The bold words in the examples below are those skills and competencies built into a standard that we want our students to learn.

A. Compare and contrast orally and in writing a similar theme or topic across several genres by using detailed sentences.

B. Apply concepts of density based on area and volume in modeling situations (e.g., persons per square mile, BTUs per cubic foot).

C. Gather and synthesize information about the technologies that have changed the way humans influence the inheritance of desired traits in organisms.

D. Integrate changing employment trends, societal needs, and economic conditions into career planning.

Assessing Our Students

The assessment of students is a complex issue. We teach all of our essential standards that are contained within a given unit and then give the students some sort of test at the end. The test is supposed to tell the teacher what they students know and don’t know.

What process are we using when we create an assessment? Do teachers create their assessment first, then build their unit based on the assessment? Do the questions on the test reflect the verbs that are contained within our essential standards? These are just a few questions that we need to consider before we start creating our assessment.

What if we started to think more intentional about assessing our students. Instead of coming up with multiple choice, true and false, matching, and fill in the blank questions strictly based on the content, what if we assessed based on the skills and competencies that are built into our standards. Many teachers are already doing this, but unfortunately we are still seeing assessments built on the lower levels of Bloom’s taxonomy.

Levels of SAMR

The SAMR model is a widely popular and accepted model to follow for the integration of technology in classrooms. This model is separated into 4 parts with each letter of SAMR representing a specific level of technology integration.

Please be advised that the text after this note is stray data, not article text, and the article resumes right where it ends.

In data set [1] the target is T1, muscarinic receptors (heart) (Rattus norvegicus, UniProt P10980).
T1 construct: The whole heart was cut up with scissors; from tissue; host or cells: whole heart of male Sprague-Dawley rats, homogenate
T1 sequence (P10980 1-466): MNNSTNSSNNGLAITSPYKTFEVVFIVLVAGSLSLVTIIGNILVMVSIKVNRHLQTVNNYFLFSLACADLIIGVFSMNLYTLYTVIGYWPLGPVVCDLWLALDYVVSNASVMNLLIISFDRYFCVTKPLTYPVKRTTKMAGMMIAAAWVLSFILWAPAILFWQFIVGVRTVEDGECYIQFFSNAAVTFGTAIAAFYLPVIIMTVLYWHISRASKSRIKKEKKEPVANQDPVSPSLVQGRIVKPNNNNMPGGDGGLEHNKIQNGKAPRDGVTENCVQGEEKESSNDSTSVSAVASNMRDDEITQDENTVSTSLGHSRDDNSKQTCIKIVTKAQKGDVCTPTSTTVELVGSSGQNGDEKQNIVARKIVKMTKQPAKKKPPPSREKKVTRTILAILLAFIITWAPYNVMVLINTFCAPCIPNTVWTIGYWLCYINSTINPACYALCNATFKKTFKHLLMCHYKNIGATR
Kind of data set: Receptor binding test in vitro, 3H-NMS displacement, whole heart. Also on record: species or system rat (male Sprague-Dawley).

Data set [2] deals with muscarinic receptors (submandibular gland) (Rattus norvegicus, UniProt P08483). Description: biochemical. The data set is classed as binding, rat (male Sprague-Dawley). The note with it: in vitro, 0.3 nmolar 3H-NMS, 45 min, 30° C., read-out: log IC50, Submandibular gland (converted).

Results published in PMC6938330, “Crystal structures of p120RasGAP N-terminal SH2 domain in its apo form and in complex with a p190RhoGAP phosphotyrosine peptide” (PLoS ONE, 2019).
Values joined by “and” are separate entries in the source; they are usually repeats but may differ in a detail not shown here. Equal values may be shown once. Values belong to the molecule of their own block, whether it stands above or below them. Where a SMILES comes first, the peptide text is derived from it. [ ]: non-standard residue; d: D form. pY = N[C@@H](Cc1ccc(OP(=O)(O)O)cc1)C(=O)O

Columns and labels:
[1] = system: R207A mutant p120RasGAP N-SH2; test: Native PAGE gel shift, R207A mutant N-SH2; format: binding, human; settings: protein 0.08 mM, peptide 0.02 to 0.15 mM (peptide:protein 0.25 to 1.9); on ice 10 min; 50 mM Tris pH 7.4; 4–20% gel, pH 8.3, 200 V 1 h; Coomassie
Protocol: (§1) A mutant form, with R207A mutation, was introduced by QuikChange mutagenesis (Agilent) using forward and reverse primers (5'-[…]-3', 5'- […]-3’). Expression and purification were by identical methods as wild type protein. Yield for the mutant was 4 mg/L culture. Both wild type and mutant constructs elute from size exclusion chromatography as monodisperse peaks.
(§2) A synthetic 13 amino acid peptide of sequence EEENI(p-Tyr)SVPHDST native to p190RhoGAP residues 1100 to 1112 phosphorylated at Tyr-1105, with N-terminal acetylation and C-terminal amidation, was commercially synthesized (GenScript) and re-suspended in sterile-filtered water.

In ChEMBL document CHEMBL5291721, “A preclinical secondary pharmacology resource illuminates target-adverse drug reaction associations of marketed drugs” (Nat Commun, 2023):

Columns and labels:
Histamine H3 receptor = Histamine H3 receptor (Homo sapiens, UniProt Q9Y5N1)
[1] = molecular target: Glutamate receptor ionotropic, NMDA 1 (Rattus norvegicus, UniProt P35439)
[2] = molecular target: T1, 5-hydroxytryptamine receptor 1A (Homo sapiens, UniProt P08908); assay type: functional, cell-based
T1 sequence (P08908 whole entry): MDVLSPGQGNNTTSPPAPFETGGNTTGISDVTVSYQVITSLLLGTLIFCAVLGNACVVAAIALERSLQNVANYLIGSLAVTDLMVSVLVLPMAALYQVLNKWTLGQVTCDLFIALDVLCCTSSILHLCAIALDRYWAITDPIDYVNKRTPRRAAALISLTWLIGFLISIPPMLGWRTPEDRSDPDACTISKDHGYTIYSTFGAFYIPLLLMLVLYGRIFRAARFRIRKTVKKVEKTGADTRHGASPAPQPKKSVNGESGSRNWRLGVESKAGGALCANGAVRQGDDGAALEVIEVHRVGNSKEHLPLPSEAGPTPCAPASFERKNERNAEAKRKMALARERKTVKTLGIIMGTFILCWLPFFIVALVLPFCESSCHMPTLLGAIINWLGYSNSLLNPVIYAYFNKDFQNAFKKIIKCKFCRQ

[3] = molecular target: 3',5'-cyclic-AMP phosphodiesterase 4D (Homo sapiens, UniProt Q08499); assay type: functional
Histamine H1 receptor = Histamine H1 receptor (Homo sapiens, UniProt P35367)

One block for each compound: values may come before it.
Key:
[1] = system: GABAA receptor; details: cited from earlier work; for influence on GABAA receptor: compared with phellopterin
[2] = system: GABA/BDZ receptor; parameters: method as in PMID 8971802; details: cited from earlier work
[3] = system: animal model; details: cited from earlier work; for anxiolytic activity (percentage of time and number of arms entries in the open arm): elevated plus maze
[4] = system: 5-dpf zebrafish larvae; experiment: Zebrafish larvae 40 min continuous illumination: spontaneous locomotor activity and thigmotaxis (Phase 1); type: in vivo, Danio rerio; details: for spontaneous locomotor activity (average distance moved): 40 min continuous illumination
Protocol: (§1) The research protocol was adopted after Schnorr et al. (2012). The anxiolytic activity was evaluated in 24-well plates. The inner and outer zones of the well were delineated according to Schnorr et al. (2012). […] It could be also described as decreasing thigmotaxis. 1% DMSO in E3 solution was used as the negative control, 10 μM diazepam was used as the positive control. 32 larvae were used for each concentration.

The “S” stands for “Substitution” and is the lowest of of technology integration. This means that the technology you are using is a direct substitute for what you are currently doing. An example of substitution would be putting a worksheet you currently run off for your students online for them to complete.

The “A” stands for “Augmentation”. This level of technology integration still acts as a direct substitute, but we would see a functional improvement. An example of augmentation would be to take a previously created presentation and add audio, video, or hyperlinks to make the presentation more engaging.

The “M” stands for “Modification”. This level of technology integration allows teachers and students to take a task and completely redesign it. Here is an example of modification. Instead of a student taken a hand written quiz, they would be given the option to write an essay about the concepts of the quiz and then create an audio or video narration of the essay.

The “R” stands for “Redefinition”. This is the highest level of technology integration and calls for the creation of brand new tasks, products, and ideas based off a previously studied task. An example of redefinition would be if students were studying Greece, they could explore locations in Greece and then interview people from or have visited Greece.

The introduction of the use of technology can be a powerful strategy for teachers. When teachers are intentional about what skills and competencies they want their students to be more proficient at, technology can make this a better process.

Digital Tools and Apps

One of the last things we should consider in the planning of our lessons if the use of a digital tools or app. Sometimes we find a cool tool or app and we immediately want to jump right in and create an activity using them and forget to be intentional about the most important parts of the lesson. Digital tools and apps should be used to help make your lesson more engaging, efficient, and effective. Do we have to use technology for ever lesson we create? Absolutely not, but many of our lessons can be enhanced using technology.

Conclusion

Being intentional about planning your lessons will benefit your students. It will also give you a rock-solid starting point each time you start creating a new lesson to ensure that you are always intentional about the needs of your students first.